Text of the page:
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Sleep Disruption due to 'Need-to-Pee' Could Be Blamed on Genes

Update Date: Jun 09, 2012 07:14 PM EDT
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No one likes to be woken up in the middle of a night with the need-to-pee feeling.

Even if you swear not to drink anything prior to sleep, it might not help! Because scientists claim that waking up in the night with a need to urinate could have to do with your genes.

For the study, Japanese researchers studied the urination patterns in mice. Their findings suggest that the bladder muscles of the mice were often regulated by circadian rhythms(sleep cycle), which can be subjective to our genes.

It seems mice with a normal circadian rhythm pee less at night, allowing them to sleep continuously and get ample rest. However, mice with an abnormal circadian rhythm urinate as many times in the night as they have done during the day, according to the research published in Nature Communications.

Also, researchers found that a certain protein called Cx43 found in the bladder muscle cells and largely controlled by our genes can determine how many times a person wakes up to urinate during the night. Lower level of Cx43 protein meant more number of times a person would feel like urinating during the night, thus implementing that genes could be responsible for the mid-night awakenings.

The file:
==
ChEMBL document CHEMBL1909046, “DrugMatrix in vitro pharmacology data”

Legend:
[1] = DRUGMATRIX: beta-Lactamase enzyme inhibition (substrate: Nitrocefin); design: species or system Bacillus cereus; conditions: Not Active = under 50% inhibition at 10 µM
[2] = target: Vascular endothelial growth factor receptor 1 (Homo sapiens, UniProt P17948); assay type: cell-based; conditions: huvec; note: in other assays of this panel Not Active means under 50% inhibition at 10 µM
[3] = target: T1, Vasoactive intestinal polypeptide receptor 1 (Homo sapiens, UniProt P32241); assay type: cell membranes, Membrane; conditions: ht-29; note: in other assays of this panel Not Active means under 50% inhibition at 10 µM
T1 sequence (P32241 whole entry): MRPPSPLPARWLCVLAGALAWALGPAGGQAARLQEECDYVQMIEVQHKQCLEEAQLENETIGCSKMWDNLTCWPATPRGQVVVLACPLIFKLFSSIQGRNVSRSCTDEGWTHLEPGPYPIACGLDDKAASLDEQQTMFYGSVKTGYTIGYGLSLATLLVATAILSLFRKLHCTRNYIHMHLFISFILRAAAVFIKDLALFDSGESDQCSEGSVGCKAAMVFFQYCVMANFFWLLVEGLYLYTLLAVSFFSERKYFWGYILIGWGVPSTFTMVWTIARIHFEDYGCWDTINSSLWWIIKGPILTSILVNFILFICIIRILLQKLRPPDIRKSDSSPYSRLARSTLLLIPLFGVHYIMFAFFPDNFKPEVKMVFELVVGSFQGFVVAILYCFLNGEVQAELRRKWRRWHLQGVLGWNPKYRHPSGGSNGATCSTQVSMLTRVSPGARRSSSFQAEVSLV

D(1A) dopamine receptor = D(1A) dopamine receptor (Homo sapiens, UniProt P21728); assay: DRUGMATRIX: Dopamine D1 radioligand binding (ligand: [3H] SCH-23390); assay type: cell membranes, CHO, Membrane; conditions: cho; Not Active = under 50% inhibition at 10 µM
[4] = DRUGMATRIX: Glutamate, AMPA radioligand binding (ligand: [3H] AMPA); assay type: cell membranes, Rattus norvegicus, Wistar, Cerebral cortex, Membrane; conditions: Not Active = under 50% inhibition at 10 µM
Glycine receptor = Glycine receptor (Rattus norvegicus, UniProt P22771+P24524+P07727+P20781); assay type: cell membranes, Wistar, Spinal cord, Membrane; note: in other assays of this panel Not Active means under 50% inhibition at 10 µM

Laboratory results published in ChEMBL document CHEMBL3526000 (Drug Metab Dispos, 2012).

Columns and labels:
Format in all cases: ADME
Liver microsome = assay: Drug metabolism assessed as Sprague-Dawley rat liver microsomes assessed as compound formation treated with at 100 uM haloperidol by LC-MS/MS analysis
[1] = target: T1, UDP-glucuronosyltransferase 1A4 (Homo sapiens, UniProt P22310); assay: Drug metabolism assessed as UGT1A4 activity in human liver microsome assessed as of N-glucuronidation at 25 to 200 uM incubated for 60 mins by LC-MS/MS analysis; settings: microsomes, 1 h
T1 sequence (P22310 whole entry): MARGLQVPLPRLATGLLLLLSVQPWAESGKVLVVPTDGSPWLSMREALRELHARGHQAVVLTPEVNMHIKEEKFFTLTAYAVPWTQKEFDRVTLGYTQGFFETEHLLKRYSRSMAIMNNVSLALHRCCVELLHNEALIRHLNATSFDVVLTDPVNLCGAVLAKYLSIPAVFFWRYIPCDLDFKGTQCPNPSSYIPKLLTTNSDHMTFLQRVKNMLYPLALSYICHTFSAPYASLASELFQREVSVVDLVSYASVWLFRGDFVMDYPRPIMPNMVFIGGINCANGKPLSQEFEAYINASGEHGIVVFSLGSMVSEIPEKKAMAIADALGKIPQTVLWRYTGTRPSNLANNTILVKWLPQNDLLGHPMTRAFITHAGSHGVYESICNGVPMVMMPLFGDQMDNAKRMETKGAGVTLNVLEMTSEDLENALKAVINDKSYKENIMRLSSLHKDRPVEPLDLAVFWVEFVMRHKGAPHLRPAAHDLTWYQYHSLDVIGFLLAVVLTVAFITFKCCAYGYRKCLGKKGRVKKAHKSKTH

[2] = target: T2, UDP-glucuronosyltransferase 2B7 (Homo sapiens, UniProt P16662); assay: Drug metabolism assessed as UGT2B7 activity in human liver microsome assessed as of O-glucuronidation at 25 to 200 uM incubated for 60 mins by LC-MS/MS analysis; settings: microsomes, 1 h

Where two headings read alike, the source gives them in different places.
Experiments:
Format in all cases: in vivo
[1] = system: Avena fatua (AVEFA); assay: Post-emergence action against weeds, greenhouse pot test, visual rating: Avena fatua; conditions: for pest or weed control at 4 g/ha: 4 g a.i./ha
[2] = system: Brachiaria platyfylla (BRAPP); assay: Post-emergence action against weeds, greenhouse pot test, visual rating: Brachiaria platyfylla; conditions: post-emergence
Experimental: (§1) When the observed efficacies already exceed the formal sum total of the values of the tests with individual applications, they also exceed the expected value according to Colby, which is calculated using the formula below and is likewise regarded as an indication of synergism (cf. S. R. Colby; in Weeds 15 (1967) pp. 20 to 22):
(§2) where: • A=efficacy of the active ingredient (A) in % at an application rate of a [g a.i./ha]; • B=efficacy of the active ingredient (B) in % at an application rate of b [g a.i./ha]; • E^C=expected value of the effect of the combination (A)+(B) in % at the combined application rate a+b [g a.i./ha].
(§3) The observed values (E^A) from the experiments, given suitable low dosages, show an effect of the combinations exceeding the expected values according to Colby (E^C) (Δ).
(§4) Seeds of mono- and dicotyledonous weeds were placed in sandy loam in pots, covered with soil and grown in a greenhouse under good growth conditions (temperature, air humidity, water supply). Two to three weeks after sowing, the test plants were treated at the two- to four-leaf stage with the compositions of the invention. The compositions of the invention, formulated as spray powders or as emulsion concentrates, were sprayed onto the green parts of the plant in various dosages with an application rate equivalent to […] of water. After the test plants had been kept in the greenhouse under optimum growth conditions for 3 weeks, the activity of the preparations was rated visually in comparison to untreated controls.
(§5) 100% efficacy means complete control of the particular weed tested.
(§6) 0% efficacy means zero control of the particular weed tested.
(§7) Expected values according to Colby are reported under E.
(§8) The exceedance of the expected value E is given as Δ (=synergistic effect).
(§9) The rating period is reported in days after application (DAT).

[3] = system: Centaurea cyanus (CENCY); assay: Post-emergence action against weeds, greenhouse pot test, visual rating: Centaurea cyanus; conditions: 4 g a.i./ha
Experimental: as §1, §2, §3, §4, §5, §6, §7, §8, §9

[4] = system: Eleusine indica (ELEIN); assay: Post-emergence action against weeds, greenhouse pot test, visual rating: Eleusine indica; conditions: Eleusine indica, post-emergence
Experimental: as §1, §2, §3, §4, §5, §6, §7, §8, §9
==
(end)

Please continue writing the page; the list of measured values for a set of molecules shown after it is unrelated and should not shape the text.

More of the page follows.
However, waking up to urinate up to once a night is not considered to be an issue, according to Beri Ridgeway, M.D., a urogynecologist at the Cleveland Clinic, reports Huffington Post.

"The issue becomes problematic when that happens two or more times a night -- that's called nocturia [or nocturnal polyuria]. It's waking with the need to urinate, and it's so strong that you can't go back to sleep until you empty your bladder," she explains.

Although bladder strength and capacity do alter in accordance to progression in one's age, it is important to find out the root cause of mid-night interruptions during sleep. (It could be one of sleep apnea, a small bladder, our genes, etc.)

"Down the road, we may be able to harness the [Cx43 protein] idea as a treatment," says Ridgeway, "by regulating those genes to produce more or less of that protein, which can change the amount of urine that the bladder can hold."

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